Nation’s DIME 1817

Last week I attended the Air Refueling Systems Advisory Group (ARSAG) annual conference in Tucson Arizona. The 20 plus nations with air refueling tankers in their inventories gave an overview of their refueling operations during the three day conference. I felt the best lecture given during the week came from Air Commodore Bill Kourelakos, the Commander of the Royal Air Australian Air Force Air Mobility group. He covered events and RAAF operations in Australia’s neighborhood. There was a lot more than a DIME’s worth in his lecture.

In the Diplomatic area,

The Australia Foreign Policy White Paper of 2017 stated the following, “The United States remains the most powerful country but its long dominance of the international order is being challenged by other powers. A post-Cold War lull in major power rivalry has ended. These trends are converging to create an uncertain outlook for Australia.” The uncertain outlook involves China. China is one of Australia’s largest trading partners. But China continues to build their islands in the South China Sea, which they could use to close off all air and sea traffic through the area. During any conflict in the region, the Australians will remain our critical ally. The Australia – New Zealand – US (ANZUS) Treaty of 1951 created the foundation of defense and security cooperation between the three countries. The Treaty was invoked for the first time by Australia in response to the September 11, 2001 terrorist attacks. China has challenged Australian Navy ships transiting through the South China Sea. Any conflict in the South China Sea US forces would need basing and support from Australia, bringing their forces into the crosshairs.

In the Informational arena,

China uses their version of domestic law to claim the South China Sea islands they created. China claims the islands are not for military use. Satellite pictures show otherwise. SU-27 Flankers and H-6K Badger bombers participated in exercises. US military planes and warships operated in international waters next to the islands, causing a top General to say operations are irresponsible.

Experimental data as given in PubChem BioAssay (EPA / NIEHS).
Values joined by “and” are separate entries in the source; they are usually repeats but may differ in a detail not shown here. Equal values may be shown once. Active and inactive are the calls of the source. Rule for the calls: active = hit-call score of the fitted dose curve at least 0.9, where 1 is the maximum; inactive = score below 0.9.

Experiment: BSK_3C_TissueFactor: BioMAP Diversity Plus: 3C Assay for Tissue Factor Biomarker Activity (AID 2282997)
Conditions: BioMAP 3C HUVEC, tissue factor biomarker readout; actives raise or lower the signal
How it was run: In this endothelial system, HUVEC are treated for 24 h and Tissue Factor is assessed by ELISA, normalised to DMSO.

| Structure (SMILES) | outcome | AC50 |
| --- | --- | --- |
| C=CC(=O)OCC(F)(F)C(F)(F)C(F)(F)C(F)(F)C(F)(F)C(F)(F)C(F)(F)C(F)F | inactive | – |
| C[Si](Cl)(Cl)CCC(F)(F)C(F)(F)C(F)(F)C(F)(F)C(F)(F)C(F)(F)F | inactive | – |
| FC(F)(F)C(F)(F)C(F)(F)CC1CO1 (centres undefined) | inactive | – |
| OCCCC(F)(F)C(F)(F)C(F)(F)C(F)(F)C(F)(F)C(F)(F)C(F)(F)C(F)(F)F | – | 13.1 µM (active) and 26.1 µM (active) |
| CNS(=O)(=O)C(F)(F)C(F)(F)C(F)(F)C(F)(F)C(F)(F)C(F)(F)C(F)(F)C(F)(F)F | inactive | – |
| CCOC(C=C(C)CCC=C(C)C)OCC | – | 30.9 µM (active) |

Satellite picture of Chinese Navy Surface Action Group exercising in the South China Sea

So much to say in the Military area,

This is a good explanation of the Chinese build up in the South China Sea. As Chinese bomber flights increased, so did US bomber flights from Guam. US Navy P-8 maritime patrol aircraft monitor China’s build up, a CNN crew flying with them recently. They monitored a Chinese Navy large force exercise recently. Here is why we do this.

Chinese military threats to navigation in the South China Sea

In the Economic area,

Remember the number five. That is the amount of commerce moving through the South China Sea in TRILLIONS of dollars. The US and our allies need the shipping and air lanes to remain open through the South China Sea. China is capable of shutting all of that down from their island territories. The US and our allies lack a coherent strategy for China’s ambitions in the South China Sea. There are recommendations but will the US and our allies develop a strategy keeping air and sea lanes open remains a challenge.

— Final note, please let me know your feedback and suggestions on Twitter, your thought on this weeks DIME, and what do you want more or less of? Let me know by sending a tweet to @MarkHasara and put #nationsdime in the header.

Have a great weekend!

Sluggo Sends!

P.S. — If you’re reading my book Tanker Pilot: Lessons from the Cockpit, I’d really love to hear your thoughts in a review on Amazon here or Barnes and Noble here. I read them all.